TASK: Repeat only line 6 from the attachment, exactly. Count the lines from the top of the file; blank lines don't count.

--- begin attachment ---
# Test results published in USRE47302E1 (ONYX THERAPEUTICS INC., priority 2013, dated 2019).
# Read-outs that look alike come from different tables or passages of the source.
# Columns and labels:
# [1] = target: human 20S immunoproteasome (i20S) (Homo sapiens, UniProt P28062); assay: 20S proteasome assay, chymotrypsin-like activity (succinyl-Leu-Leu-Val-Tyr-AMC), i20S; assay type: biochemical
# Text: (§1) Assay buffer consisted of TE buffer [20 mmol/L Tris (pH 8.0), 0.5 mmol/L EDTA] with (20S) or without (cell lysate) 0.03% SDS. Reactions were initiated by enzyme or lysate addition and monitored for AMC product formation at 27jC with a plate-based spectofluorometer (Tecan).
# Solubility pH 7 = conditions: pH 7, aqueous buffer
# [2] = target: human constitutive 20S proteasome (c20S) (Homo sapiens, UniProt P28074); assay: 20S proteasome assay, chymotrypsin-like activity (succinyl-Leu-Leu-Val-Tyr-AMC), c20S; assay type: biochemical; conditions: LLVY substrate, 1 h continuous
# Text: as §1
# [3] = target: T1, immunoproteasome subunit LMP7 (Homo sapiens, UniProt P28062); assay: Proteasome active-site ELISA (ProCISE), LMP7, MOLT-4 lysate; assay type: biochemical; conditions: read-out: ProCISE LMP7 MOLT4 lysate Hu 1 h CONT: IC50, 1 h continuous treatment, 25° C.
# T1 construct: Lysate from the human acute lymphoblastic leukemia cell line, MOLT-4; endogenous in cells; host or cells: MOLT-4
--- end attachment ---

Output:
# Solubility pH 7 = conditions: pH 7, aqueous buffer